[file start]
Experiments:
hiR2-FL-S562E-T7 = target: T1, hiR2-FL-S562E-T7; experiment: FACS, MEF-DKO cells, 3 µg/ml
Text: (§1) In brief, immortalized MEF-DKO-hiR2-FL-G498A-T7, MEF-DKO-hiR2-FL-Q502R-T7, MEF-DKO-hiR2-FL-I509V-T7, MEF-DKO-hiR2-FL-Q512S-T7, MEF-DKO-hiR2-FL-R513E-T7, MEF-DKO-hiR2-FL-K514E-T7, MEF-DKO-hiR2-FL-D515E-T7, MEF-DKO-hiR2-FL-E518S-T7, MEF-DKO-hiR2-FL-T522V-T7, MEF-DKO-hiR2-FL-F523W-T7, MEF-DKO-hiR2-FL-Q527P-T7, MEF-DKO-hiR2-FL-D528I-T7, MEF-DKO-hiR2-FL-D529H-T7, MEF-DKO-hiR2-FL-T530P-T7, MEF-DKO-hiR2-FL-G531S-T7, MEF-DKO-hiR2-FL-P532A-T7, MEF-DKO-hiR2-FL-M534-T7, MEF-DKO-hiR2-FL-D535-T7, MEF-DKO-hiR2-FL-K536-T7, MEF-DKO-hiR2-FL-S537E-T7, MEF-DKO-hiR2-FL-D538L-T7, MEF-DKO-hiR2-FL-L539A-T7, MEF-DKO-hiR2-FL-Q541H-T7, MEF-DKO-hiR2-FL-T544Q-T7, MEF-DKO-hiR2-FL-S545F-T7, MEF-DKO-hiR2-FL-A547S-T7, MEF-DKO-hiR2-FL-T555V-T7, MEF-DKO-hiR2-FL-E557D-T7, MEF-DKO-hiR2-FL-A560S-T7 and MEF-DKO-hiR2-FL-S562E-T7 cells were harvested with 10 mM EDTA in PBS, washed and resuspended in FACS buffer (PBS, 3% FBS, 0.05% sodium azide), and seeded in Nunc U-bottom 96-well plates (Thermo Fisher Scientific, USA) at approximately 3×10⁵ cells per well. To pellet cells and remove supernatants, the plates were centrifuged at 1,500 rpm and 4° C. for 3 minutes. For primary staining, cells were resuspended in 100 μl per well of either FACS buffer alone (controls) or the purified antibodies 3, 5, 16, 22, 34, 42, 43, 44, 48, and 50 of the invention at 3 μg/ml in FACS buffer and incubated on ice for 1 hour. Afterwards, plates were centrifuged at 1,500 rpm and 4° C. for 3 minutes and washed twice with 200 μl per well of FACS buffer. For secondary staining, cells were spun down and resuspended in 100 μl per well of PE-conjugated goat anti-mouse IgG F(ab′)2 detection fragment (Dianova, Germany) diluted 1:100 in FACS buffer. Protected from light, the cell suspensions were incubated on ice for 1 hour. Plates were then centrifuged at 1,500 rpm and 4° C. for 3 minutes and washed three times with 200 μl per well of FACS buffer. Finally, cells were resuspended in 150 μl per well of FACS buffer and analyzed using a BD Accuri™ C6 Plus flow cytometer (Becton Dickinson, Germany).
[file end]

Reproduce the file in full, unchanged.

Experiments:
hiR2-FL-S562E-T7 = target: T1, hiR2-FL-S562E-T7; experiment: FACS, MEF-DKO cells, 3 µg/ml
Text: (§1) In brief, immortalized MEF-DKO-hiR2-FL-G498A-T7, MEF-DKO-hiR2-FL-Q502R-T7, MEF-DKO-hiR2-FL-I509V-T7, MEF-DKO-hiR2-FL-Q512S-T7, MEF-DKO-hiR2-FL-R513E-T7, MEF-DKO-hiR2-FL-K514E-T7, MEF-DKO-hiR2-FL-D515E-T7, MEF-DKO-hiR2-FL-E518S-T7, MEF-DKO-hiR2-FL-T522V-T7, MEF-DKO-hiR2-FL-F523W-T7, MEF-DKO-hiR2-FL-Q527P-T7, MEF-DKO-hiR2-FL-D528I-T7, MEF-DKO-hiR2-FL-D529H-T7, MEF-DKO-hiR2-FL-T530P-T7, MEF-DKO-hiR2-FL-G531S-T7, MEF-DKO-hiR2-FL-P532A-T7, MEF-DKO-hiR2-FL-M534-T7, MEF-DKO-hiR2-FL-D535-T7, MEF-DKO-hiR2-FL-K536-T7, MEF-DKO-hiR2-FL-S537E-T7, MEF-DKO-hiR2-FL-D538L-T7, MEF-DKO-hiR2-FL-L539A-T7, MEF-DKO-hiR2-FL-Q541H-T7, MEF-DKO-hiR2-FL-T544Q-T7, MEF-DKO-hiR2-FL-S545F-T7, MEF-DKO-hiR2-FL-A547S-T7, MEF-DKO-hiR2-FL-T555V-T7, MEF-DKO-hiR2-FL-E557D-T7, MEF-DKO-hiR2-FL-A560S-T7 and MEF-DKO-hiR2-FL-S562E-T7 cells were harvested with 10 mM EDTA in PBS, washed and resuspended in FACS buffer (PBS, 3% FBS, 0.05% sodium azide), and seeded in Nunc U-bottom 96-well plates (Thermo Fisher Scientific, USA) at approximately 3×10⁵ cells per well. To pellet cells and remove supernatants, the plates were centrifuged at 1,500 rpm and 4° C. for 3 minutes. For primary staining, cells were resuspended in 100 μl per well of either FACS buffer alone (controls) or the purified antibodies 3, 5, 16, 22, 34, 42, 43, 44, 48, and 50 of the invention at 3 μg/ml in FACS buffer and incubated on ice for 1 hour. Afterwards, plates were centrifuged at 1,500 rpm and 4° C. for 3 minutes and washed twice with 200 μl per well of FACS buffer. For secondary staining, cells were spun down and resuspended in 100 μl per well of PE-conjugated goat anti-mouse IgG F(ab′)2 detection fragment (Dianova, Germany) diluted 1:100 in FACS buffer. Protected from light, the cell suspensions were incubated on ice for 1 hour. Plates were then centrifuged at 1,500 rpm and 4° C. for 3 minutes and washed three times with 200 μl per well of FACS buffer. Finally, cells were resuspended in 150 μl per well of FACS buffer and analyzed using a BD Accuri™ C6 Plus flow cytometer (Becton Dickinson, Germany).